The WI02 house in Caldes de Malavella, Spain, makes quite an immediate impression. This is mainly because of its fantastic facade. Indeed, as facades go this one is really special: a series of vertical wooden beams, spaced closely together, polished in dark brown.
All this provides the border between the home’s outer courtyard and the neighbourhood. It is the first line of defence against the outside world, orienting the contemporary house so that all the action is channelled away from the street and towards the spectacular views on the other side.
The architects who designed the home, Arquitecturia Camps Felip, have described creating a staggered transition into the inner sections of the contemporary style home. As they put it, the house is like a grand porch, where “three courtyards modulate the atmospheric conditions and the privacy between the inside and the outside”.
Consisting of Josep Camps and Olga Felip, the young Barceona-based practice has won a steady stream of awards since their establishment in 2006, being named Young Architect of the Year by Building Design and Felip being individually selected as the Emerging Woman in Architecture by the Architects’ Journal in 2013.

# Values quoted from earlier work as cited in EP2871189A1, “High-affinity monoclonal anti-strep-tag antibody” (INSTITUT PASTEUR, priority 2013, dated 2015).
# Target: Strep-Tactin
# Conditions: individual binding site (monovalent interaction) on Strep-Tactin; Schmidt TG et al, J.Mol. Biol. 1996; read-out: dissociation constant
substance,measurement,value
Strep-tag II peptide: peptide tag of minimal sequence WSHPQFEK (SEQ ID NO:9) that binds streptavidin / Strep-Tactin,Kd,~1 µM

With projects like WI02, you can see why. Completed in 2013, when the studio was no doubt enjoying a fresh injection of confidence from all those awards, it is a really confident design, with a really coherent overall composition and some exceptional detailing.
But like the best contemporary home design, this one is a refreshing take on the traditional mid-century design repertoire. One of the more tell-tale signs are that the rooms devoted to service are located out of the way, while the bedrooms and main living area are placed far at the back of the house, enjoying the best of the views. Also, as mentioned already, the central living area being oriented towards the best natural views.
Meanwhile, at the back of the house, the transition from indoors to outdoors is marked with a decking covered by the overhanging roof and slightly raised above the ground. The chunky white rectangle framing this transition points to a somewhat post-modern take on the classic box structure so present in early modernist design.
It’s also worth noting the delightful rustic quality to the materials used, especially in terms of how they interact with the landscaping and the environment beyond. All-in-all, it’s a feast for the eyes.